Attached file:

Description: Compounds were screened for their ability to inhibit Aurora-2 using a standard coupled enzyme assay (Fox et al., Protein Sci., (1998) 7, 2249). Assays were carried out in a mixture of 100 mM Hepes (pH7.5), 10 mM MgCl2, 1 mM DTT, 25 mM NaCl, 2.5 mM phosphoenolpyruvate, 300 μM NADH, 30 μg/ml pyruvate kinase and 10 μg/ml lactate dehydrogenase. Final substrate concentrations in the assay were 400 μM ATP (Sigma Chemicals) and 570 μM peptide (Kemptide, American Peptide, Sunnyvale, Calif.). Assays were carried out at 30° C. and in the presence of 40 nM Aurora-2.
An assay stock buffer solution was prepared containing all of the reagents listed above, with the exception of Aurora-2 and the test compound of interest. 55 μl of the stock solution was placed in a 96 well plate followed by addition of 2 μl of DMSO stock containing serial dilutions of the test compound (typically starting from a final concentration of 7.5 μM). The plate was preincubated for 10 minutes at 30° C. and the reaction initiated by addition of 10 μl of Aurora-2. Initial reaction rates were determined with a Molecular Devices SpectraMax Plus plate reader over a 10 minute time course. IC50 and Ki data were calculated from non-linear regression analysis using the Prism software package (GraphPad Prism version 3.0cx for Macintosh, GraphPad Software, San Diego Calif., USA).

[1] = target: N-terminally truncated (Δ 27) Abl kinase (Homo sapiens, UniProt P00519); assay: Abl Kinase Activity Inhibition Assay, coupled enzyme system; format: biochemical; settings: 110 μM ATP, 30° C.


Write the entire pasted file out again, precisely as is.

Description: Compounds were screened for their ability to inhibit Aurora-2 using a standard coupled enzyme assay (Fox et al., Protein Sci., (1998) 7, 2249). Assays were carried out in a mixture of 100 mM Hepes (pH7.5), 10 mM MgCl2, 1 mM DTT, 25 mM NaCl, 2.5 mM phosphoenolpyruvate, 300 μM NADH, 30 μg/ml pyruvate kinase and 10 μg/ml lactate dehydrogenase. Final substrate concentrations in the assay were 400 μM ATP (Sigma Chemicals) and 570 μM peptide (Kemptide, American Peptide, Sunnyvale, Calif.). Assays were carried out at 30° C. and in the presence of 40 nM Aurora-2.
An assay stock buffer solution was prepared containing all of the reagents listed above, with the exception of Aurora-2 and the test compound of interest. 55 μl of the stock solution was placed in a 96 well plate followed by addition of 2 μl of DMSO stock containing serial dilutions of the test compound (typically starting from a final concentration of 7.5 μM). The plate was preincubated for 10 minutes at 30° C. and the reaction initiated by addition of 10 μl of Aurora-2. Initial reaction rates were determined with a Molecular Devices SpectraMax Plus plate reader over a 10 minute time course. IC50 and Ki data were calculated from non-linear regression analysis using the Prism software package (GraphPad Prism version 3.0cx for Macintosh, GraphPad Software, San Diego Calif., USA).

[1] = target: N-terminally truncated (Δ 27) Abl kinase (Homo sapiens, UniProt P00519); assay: Abl Kinase Activity Inhibition Assay, coupled enzyme system; format: biochemical; settings: 110 μM ATP, 30° C.